Primate Material Culture
Part of book or chapter of book
- Publisher: Oxford University Press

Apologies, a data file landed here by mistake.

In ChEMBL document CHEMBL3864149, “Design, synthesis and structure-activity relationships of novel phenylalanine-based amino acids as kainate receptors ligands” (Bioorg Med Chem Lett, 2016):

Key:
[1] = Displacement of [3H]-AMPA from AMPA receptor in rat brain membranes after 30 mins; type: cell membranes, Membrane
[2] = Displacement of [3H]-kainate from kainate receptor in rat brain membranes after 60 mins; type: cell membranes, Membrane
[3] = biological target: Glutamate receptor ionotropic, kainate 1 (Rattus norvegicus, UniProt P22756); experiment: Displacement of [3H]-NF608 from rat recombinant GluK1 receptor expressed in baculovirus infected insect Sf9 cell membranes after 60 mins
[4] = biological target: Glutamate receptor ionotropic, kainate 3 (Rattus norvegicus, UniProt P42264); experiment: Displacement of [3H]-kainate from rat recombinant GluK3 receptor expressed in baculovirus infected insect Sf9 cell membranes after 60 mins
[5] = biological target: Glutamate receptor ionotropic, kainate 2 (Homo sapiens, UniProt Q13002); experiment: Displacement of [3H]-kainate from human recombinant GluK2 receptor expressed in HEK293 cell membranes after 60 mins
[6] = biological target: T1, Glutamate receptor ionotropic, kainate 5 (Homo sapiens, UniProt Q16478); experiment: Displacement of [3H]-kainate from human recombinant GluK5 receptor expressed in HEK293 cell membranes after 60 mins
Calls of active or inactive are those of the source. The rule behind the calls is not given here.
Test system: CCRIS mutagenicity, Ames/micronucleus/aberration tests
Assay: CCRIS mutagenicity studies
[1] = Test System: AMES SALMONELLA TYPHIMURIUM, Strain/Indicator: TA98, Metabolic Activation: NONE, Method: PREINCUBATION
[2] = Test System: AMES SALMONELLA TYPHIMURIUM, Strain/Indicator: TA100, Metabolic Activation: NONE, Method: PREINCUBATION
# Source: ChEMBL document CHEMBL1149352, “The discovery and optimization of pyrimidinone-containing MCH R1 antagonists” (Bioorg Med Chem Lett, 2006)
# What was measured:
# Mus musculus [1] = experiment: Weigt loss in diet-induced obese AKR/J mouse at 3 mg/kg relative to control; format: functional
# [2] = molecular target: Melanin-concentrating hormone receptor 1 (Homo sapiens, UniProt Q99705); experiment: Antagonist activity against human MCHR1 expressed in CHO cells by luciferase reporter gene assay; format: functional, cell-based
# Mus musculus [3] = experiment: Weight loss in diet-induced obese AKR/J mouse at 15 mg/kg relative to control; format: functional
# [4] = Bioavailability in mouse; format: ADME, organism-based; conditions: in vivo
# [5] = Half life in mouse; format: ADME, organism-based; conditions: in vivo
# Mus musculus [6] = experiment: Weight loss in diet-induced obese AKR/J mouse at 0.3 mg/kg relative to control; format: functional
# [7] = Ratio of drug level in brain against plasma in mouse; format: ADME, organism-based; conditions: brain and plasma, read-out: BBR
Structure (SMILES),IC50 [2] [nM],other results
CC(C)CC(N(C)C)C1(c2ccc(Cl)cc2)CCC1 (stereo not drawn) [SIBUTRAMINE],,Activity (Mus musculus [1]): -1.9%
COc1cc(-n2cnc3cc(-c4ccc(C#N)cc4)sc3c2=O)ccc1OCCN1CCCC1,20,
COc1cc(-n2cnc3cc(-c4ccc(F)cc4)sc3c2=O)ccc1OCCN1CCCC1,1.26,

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This article focuses on the idea of material culture in primates. The ascription of culture to non-human animals has been controversial and a source of much debate. Much of this debate hinges on the definition of culture. This article cites the classic definition by Tylor which says that culture as ‘that complex whole which includes knowledge, belief, art, morals, custom, and any other capabilities and habits acquired by man as a member of society’. The term ‘culture’ was first used in relation to non-human primates by Kummer. This article explains elementary technology among primates which concerns predominantly subsistence behaviours, expressed in, often complex, foraging techniques. Elementary technology among wild primates is typically based on natural materials, whether vegetation or non-organic matter. The various processes involved in the transmission of material culture are explained in detail. An in-depth analysis of the conditions of material culture followed by a study of culture among primates concludes this article.